JM: We run an Economy of Communion internship program in our company, and invite young people from all over the world to come and learn about how a business is run according to EoC principles. These EoC interns share so many experiences in which their lives have been transformed by working in our company, and also how they have each made impacts. Let me share just one of those experiences that can give you an idea of the concrete impact that the vision of the EoC can have on them, the company and the community. I call this experience “The Coffee Shop”.

Mundell interns from Brazil and Argentina work on environmental projects.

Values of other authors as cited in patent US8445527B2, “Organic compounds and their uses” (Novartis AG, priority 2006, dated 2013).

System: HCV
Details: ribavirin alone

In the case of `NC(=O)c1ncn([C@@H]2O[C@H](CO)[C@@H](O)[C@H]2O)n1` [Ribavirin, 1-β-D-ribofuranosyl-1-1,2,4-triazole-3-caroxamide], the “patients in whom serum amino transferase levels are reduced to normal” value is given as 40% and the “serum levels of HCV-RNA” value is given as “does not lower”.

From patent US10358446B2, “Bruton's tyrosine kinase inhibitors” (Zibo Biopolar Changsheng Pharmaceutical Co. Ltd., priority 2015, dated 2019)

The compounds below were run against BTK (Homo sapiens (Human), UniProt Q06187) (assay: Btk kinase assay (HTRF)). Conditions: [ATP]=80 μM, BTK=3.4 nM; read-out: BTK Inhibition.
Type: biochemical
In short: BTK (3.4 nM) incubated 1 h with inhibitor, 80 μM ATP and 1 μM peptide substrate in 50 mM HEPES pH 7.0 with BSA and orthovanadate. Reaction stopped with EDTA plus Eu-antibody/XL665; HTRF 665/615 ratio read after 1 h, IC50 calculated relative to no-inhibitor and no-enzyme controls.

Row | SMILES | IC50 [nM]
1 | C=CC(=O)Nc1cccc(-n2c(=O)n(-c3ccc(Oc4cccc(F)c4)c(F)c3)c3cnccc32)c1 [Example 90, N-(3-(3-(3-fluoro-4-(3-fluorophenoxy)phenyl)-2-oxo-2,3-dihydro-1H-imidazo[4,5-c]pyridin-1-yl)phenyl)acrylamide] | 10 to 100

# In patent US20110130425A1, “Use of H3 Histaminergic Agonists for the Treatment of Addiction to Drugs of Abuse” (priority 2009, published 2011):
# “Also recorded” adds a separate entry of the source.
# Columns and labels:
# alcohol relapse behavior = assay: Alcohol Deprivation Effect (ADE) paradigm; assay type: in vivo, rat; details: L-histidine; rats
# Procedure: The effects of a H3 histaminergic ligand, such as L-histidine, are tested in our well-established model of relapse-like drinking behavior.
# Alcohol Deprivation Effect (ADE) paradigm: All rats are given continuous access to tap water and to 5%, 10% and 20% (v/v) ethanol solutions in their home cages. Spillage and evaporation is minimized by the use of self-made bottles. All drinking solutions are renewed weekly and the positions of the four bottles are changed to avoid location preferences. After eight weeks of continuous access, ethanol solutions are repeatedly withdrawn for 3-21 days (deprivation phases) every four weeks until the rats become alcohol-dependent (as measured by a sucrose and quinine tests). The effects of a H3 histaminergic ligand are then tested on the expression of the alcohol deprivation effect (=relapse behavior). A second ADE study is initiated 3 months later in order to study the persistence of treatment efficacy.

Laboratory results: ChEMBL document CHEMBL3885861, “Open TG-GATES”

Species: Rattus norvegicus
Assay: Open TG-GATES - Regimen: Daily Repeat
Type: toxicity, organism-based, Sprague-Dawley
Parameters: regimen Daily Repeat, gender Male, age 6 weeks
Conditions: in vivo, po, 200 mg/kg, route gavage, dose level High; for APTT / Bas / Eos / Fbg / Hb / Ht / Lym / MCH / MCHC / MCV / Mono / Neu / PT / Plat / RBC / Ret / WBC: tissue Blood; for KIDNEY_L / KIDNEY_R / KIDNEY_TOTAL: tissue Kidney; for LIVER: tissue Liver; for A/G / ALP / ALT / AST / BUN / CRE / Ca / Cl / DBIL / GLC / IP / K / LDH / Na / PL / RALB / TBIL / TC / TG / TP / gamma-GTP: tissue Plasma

Two of our interns, one from Brazil and one from Columbia, went together to a local coffee shop near our office at lunchtime. They noticed how busy the women who owned the little shop was that day, scurrying around with a long line of customers, looking a little understaffed for the demands of the day. When they arrived at the front of the line after a long wait, they gave the women their order but said not to rush, they had plenty of time. As she caught her breath, they struck up a conversation with her about how her day was going, what had been happening in her life, and how business was going. In doing this, they understood that they were really putting into practice the vision of the EoC by entering into a relationship with this women. It turns out that the woman was not having a very good day – some mix-up had occurred in a delivery to her shop, an argument with a family member had occurred, and she was more stressed than normal. After really sharing her struggles with them, she added: “And to top it all off, today is my birthday!